In the first half of a two-part feature, Ian Jerrum provides an introduction to travel insurance and reviews the scope of cover offered by standard UK travel policies

Travel insurance protects policyholders against costs arising from incidents affecting their trip, whether on their journey or prior to departure. Most travel policies are sold through travel agents, insurance providers, banks, building societies or supermarkets.

The are mainly sold to cover leisure travel, but cover is also available for business travel. Policies may be in force for a day trip or for as long as an annual. For frequent travellers they may also cover many trips, where policy limits, conditions and exclusions will apply for each trip.

A standard travel insurance policy would normally include cover for cancellation and curtailment, personal accident, medical expenses, baggage, personal effects and money, travel delay, missed departure, personal liability, loss of passport and hijack. Cover extensions are also available to protect against the collapse of a tour operator and to cover legal expenses.

Travellers who are forced to cancel or cut short their trip may forfeit a deposit paid at the time of booking, be liable for the full cost of the trip, or incur additional travel costs in returning sooner than planned. Such costs will only be covered where the change of plan is genuinely unavoidable.

This might be due, for example to: death, illness or injury of the policyholder, a traveling companion, or close relative or business associate.

Other valid reasons for a change of plan would include the policyholder unexpectedly being made redundant after booking the trip, being called up for jury service or as a witness in a court case, or where a serious loss, such as fire or theft, occurs at their home or place of work.

Some policies also pay a small sum where departure is delayed beyond a stipulated period of time, say 12 hours, due to bad weather or perhaps industrial action.

Under the heading of personal accident, travel policies often include cover for accidental injury resulting in death, loss of limb(s), loss of sight or permanent total disablement.

Medical expenses are generally regarded as the most valuable aspect of a travel insurance policy. Medical treatment overseas can prove very expensive, especially in countries like the US where there is no public health service.

Travel policies normally protect policyholders against hospital and other medical expenses, additional accommodation, and/or travel expenses (potentially extending to the cost of flying out a relative where the patient was traveling alone), as well as repatriation costs for the policyholder and their companion(s) or medical attendants.

Return travel costs will sometimes be included for uninjured travellers forced to return home when a relative or close business associate dies or suffers serious illness or injury.

Hospital benefit - a cash benefit intended to cover an in-patient's out of pocket expenses during a short stay in hospital - may also be included.

Policyholder belongings
Cover is also typically provided for accidental loss or theft of, or damage to, the policyholder's belongings - either those they take with them or those purchased during the trip. This is usually subject to an overall limit, for example, £1,500.

There is often a limit per item of say £250, and is normally provided on an indemnity basis. For example, a deduction will be made for wear and tear. Some policies, however, now provide cover on a new-for-old basis.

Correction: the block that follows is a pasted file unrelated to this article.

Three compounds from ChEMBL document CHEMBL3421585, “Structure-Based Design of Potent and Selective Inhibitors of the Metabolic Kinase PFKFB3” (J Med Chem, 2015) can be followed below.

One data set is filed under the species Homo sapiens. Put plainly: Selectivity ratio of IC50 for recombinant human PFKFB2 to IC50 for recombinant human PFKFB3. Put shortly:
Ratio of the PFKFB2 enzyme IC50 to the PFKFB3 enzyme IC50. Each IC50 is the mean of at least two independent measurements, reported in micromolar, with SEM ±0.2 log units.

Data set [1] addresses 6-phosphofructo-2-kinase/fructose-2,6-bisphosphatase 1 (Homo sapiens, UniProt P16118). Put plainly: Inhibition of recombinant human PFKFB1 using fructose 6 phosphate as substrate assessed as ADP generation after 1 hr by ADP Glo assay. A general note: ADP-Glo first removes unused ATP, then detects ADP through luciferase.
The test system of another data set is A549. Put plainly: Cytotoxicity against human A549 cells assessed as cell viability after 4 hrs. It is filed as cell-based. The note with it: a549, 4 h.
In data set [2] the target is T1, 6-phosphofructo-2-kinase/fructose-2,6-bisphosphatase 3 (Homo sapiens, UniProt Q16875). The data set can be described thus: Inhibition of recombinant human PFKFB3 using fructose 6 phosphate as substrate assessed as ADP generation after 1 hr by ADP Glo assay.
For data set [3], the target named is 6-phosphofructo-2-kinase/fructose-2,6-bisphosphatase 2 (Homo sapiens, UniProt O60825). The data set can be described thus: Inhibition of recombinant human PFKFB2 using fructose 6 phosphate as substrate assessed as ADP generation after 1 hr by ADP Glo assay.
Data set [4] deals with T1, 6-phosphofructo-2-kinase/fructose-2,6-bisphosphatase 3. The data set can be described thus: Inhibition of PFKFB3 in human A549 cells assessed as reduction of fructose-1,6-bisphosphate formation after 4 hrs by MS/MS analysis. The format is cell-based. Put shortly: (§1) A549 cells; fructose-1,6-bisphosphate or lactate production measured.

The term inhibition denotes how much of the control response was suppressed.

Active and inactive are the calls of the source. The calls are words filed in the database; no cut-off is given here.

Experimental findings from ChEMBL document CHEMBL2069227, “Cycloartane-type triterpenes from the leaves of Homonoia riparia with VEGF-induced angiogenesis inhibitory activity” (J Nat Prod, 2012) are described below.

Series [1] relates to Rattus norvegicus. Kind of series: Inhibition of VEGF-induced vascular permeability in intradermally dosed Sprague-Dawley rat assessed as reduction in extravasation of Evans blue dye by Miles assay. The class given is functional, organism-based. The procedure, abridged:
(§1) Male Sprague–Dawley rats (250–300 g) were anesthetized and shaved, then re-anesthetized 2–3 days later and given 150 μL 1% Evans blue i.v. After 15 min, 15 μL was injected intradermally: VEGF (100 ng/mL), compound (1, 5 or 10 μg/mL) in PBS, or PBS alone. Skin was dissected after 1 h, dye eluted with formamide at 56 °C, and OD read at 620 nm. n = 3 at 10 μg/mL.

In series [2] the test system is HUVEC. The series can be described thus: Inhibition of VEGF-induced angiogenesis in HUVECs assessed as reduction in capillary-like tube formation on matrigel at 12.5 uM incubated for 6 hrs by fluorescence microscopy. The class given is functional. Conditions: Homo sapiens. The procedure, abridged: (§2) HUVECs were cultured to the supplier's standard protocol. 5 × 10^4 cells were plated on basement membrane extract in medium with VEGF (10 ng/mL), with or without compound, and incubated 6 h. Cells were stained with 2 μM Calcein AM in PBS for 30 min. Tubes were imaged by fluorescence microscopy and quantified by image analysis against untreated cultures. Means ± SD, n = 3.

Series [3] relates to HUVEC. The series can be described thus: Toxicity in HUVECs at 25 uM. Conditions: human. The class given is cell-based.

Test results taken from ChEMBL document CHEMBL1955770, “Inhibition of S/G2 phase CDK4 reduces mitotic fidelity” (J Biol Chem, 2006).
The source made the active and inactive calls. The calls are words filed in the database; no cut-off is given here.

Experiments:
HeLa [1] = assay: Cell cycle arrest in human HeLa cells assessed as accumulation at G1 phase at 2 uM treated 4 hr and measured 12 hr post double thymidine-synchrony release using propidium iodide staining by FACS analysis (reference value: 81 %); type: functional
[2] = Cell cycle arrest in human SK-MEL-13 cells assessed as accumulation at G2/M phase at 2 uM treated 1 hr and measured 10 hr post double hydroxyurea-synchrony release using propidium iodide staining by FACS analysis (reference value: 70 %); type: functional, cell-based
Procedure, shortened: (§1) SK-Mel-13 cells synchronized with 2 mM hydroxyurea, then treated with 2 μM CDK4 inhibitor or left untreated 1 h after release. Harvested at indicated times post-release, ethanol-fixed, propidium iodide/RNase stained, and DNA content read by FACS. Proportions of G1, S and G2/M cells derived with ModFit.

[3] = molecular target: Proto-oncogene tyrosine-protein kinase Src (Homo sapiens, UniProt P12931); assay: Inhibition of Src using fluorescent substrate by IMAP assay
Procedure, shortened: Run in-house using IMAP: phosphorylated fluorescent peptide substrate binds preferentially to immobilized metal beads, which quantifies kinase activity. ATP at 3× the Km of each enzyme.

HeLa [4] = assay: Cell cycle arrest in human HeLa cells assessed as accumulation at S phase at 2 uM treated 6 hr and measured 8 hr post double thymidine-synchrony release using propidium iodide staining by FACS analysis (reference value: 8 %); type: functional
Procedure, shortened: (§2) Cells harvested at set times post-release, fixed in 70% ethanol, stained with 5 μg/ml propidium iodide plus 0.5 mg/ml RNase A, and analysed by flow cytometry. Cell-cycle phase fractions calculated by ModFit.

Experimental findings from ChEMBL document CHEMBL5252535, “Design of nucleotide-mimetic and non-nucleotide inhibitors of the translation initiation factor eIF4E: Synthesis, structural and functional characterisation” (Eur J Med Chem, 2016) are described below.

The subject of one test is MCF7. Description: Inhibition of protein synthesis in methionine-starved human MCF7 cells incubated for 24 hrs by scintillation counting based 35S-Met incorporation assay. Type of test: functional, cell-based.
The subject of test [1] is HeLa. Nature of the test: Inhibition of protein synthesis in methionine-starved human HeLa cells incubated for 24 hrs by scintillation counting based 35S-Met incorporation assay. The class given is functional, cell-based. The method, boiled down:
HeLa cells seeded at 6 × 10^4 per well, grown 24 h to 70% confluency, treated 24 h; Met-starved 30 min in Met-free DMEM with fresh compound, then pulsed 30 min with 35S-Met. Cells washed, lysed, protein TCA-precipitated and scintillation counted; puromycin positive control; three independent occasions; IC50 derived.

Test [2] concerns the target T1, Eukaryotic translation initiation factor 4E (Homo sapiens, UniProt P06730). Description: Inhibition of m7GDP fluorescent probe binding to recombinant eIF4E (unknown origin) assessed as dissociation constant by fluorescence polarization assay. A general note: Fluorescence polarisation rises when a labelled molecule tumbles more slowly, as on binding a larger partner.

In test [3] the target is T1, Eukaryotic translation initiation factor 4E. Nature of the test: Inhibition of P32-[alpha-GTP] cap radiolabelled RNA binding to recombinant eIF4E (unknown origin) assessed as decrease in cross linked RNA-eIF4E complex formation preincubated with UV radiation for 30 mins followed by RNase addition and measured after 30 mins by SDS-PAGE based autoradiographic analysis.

Policies also often include an amount payable (say, £150) for replacement of necessities in the case of temporary loss of baggage in transit beyond a specified number of hours, for example 12. Currency, travellers cheques and tickets are normally covered up to a limit of say £500.

If a traveller misses a connection and incurs additional travel or accommodation costs as a result, a travel insurance policy will normally respond (up to a limit of say £600 per person) provided this is due to mechanical breakdown, accident, or serious problems with public transport, rather than any fault on the part of the policyholder.

If a return trip is delayed beyond say 12 hours due to mechanical breakdown, adverse weather conditions or industrial action, the policy will normally pay a small amount, such as £20 per 12 hours, up to a maximum of £200, to cover additional costs incurred.

Personal liability is another important area of cover since individuals traveling overseas can be held legally liable for bodily injury caused to other people or for damage caused to their property.

If a claim is made while the policyholder is on holiday within the UK, a household contents policy will normally provide cover.

Personal liability cover under a travel policy covers the cost of defending a claim (including legal expenses) and damages payable up to a limit of say £1m or £2m.

Policyholders have an obligation to notify the insurance provider immediately of any incident likely to result in a claim, so as to ensure investigations can be begun immediately and the defendant's position will not be adversely affected by any delay.

In the second part of this feature we will consider some additional aspects of standard cover (such as loss of passport and hijack) and extensions to protect against eventualities such as the collapse of a tour operator or legal expenses incurred, or to cover involvement in winter sports. We will also review typical conditions and exclusions, and look at the overlap between household and travel insurance policies. IT

Ian Jerrum is managing director of Searchlight Solutions, the only training provider accredited by the Skills Council

This feature is based on materials available on Searchlight's e-learning system, Tick